Historical Portraits Picture Archive

Portrait of Sir Robert Walpole KG PM (1676 - 1745) 1730c.

Charles Jervas (1675–1739)

Portrait of Sir Robert Walpole KG PM (1676 - 1745), Charles Jervas
Oil on canvas
18th Century
49 x 39 inches, 125 x 99 cm
Commissioned for William Fortescue (1687-1749); Rt. Hon Spencer Walpole MP (1806-1898) by the mid-19th century; H. Birkbeck by the 20th century.
John Kerslake, Early Georgian Portraits, (London 1977), text vol. p201, illus. vol. 2 pl. 585.
New Gallery, London 1891, as by Jervas
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Sir Robert Walpole is renowned as the ‘first’ Prime Minister, and is regarded as one of the most significant figures in British history. Though he did not actually hold that office in name (for the term was then one of abuse) he certainly held it in fact, and dominated early eighteenth century politics with quasi-dictatorial powers for over twenty years. He is known to have enjoyed the trappings of office; he was the first to live and work in 10 Downing Street, and, through means that are still not totally clear, became exceedingly rich.

Walpole was also amongst the first politicians to actively promote and disseminate his own image for political ends. At the height of his power as Prime Minister portraits of Walpole were displayed as objects of whig loyalty, replacing in part the role of royal portraiture. This picture is an earlier likeness of Walpole, and was most almost certainly commissioned by him as a gift for William Fortescue, one of his closest friends and colleagues. Unlike many of the later portraits of Walpole, this likeness is unique, and has not been replicated in other versions.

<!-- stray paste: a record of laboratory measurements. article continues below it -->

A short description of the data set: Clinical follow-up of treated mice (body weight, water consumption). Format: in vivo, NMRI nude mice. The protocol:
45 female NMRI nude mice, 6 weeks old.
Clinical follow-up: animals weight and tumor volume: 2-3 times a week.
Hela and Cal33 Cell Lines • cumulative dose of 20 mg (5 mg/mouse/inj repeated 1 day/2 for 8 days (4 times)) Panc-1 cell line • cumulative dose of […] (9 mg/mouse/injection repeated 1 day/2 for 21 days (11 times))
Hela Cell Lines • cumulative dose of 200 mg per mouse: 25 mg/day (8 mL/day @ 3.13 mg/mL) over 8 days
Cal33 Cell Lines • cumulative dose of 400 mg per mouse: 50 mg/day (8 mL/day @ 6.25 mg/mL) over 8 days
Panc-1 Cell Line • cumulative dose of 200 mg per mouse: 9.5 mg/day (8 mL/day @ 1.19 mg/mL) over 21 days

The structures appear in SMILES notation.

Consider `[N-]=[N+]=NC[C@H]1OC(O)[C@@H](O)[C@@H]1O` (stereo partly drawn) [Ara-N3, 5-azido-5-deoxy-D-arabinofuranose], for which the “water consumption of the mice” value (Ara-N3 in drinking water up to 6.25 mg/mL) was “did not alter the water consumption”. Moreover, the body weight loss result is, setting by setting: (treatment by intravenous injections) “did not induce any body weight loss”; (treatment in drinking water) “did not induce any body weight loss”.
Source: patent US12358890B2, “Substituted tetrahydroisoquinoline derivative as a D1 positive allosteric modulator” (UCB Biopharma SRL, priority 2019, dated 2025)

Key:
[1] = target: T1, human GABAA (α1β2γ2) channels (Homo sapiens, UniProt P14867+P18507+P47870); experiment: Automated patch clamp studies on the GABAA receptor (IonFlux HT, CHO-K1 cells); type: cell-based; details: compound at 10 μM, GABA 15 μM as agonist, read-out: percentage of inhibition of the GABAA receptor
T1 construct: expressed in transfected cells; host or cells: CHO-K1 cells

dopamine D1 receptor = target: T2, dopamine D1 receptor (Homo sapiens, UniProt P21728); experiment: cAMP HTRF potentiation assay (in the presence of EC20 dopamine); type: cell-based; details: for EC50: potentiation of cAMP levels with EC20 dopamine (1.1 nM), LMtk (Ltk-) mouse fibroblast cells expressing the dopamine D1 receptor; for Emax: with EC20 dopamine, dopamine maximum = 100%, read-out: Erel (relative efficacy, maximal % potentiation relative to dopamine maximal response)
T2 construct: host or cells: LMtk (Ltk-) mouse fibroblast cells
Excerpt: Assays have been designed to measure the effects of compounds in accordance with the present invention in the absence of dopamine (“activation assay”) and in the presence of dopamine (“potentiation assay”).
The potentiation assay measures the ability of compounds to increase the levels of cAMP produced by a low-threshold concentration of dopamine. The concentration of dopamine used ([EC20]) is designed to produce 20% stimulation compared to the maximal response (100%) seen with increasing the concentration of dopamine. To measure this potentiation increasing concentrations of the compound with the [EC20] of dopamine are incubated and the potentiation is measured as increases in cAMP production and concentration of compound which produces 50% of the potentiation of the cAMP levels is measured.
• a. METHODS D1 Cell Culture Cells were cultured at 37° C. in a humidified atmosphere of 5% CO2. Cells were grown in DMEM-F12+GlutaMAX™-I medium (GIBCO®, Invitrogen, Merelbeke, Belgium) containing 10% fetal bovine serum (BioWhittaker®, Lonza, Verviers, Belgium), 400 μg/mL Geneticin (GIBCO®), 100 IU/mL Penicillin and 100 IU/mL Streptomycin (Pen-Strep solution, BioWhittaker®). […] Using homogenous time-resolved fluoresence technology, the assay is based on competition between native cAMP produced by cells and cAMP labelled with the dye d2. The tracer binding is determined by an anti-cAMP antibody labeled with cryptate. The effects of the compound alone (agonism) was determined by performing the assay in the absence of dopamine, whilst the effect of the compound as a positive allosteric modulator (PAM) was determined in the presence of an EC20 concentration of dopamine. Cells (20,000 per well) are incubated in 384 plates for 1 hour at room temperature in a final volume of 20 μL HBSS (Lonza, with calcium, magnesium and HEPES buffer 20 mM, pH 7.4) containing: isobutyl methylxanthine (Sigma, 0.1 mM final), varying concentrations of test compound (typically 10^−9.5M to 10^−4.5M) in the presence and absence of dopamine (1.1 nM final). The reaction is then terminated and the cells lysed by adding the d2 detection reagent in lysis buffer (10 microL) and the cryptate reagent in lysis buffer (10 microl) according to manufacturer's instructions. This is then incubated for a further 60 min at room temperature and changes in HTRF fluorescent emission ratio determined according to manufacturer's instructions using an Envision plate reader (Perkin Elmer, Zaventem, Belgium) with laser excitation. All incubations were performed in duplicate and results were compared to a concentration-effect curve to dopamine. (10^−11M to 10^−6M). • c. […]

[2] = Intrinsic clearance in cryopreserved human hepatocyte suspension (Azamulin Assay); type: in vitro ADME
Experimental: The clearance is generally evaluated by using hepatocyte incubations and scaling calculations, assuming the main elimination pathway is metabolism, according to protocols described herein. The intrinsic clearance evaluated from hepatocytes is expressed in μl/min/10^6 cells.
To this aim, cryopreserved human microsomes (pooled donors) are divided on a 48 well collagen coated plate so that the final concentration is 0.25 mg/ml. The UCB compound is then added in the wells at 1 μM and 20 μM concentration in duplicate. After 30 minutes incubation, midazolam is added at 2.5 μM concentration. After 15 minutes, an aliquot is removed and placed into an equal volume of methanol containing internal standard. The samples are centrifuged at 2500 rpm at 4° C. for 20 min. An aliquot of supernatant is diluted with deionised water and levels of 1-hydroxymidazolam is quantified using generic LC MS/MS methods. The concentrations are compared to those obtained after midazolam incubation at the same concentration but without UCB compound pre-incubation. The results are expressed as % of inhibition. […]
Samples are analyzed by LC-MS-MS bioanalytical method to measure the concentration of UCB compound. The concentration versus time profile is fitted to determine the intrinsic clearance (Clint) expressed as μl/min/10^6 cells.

William Fortescue first established himself as a successful barrister at the Inner Temple. In about 1724, he was appointed as one of Walpole’s advisers when the latter became Chancellor of the Exchequer, and from then remained close to the coming man of British politics. In 1727 he was himself elected to the Commons under Walpole’s influence, while in 1730, the year this portrait is thought to have been painted, was appointed King’s Counsel and attorney-general to Frederick, Prince of Wales. He later went on to become Master of the Rolls. The present portrait, therefore, was clearly a symbol of friendship and gratitude, and refers in the inscription at bottom left to Walpole’s patronage.

Charles Jervas was the natural choice to paint the present portrait, for he was close to both the sitter and the recipient. Jervas was Walpole’s favourite artist, painting portraits of his family and whig friends such as Lord Townshend. He first painted Walpole in about 1708, when he was then Secretary for War. It was at the urging of Walpole, Townshend and the Duke of Newcastle that King George I was persuaded to appoint Jervas, in 1723, as his Principal Painter, a position that established his domination of portrait painting in early eighteenth century Britain, and assured his status as Kneller’s successor. Jervas was also well known in for his literary talents (his translation of Don Quixote is still in print today), and would therefore have known Fortescue well, for they were both friends with Jonathan Swift and Alexander Pope (whom he taught to paint).

The present work demonstrates well Jervas’ fresh and bold use of colour, which he developed after studying old masters in Italy in the early 1700s. Walpole is shown wearing the Garter star and sash, with the First Lord of the Treasury’s purse on the table beside him. The architecture in the background may well relate to the Houses of Parliament. This picture later belonged to one of Walpole’s descendants, Spencer Walpole MP, who was Home Secretary under the Conservative Lord Derby.
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